Light is undoubtedly instrumental in photography. As photographers, we love to put our participants in the best light during our portrait sessions, and the best time for that happens to be... that's right, early in the morning! While waking up early after a long flight towards your well-planned vacation may not sound very exciting at first, we have to say it is absolutely worth the effort. Here are 4 reasons why you should start your portrait session soon after sunrise...
Articles in Category: The Better Travel Photos Blog
Our blog is a source of photography advice and news about events. We focus of course on Paris and London, but much of our advice can be practiced anywhere.
Fion and Max, a charismatic couple from Hong Kong, met our photographer Hermione McCosh earlier this year in Paris for an elegant engagement session. From Le Marais, where they stopped for some photos in the garden of Hôtel de Sully and in the arcades of Place des Vosges, they continued along the Seine river, popped in the famous Shakespeare and Co. bookstore, and finally ended their session with the classic Parisian view over the Eiffel tower. Congratulations on your engagement, Fion and Max!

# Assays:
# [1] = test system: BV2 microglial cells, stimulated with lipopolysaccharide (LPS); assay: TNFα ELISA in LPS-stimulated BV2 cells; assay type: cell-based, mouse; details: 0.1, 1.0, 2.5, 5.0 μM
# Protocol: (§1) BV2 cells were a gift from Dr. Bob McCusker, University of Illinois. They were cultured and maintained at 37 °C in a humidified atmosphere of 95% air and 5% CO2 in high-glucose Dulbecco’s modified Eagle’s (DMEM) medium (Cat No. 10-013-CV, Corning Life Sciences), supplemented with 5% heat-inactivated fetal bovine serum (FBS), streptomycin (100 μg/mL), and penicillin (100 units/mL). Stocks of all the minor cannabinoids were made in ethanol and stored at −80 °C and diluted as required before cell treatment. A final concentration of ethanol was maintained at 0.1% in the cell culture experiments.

Our activities at Better Travel Photos are not only about learning photography, getting more comfortable with your camera, and discovering new locations along the way, but also about people guiding the Photo tours. As photography instructors and guides, we do our best to teach you new photography skills and to make sure you enjoy this experience in our company. So if you are curious to know more about those people with cameras welcoming you in Paris and London, please meet one of our team members, photographer Brian Jannsen!
The world is small for a loving couple when one comes from Canada, the other - from Switzerland... and the two first meet in Australia! Now happily married, Kate and Remy like to come to Paris every spring to celebrate Kate's birthday. This year they decided to do something special and asked photographer Nadia Gric to capture memories of them in The City of Light. The session started by Notre Dame cathedral...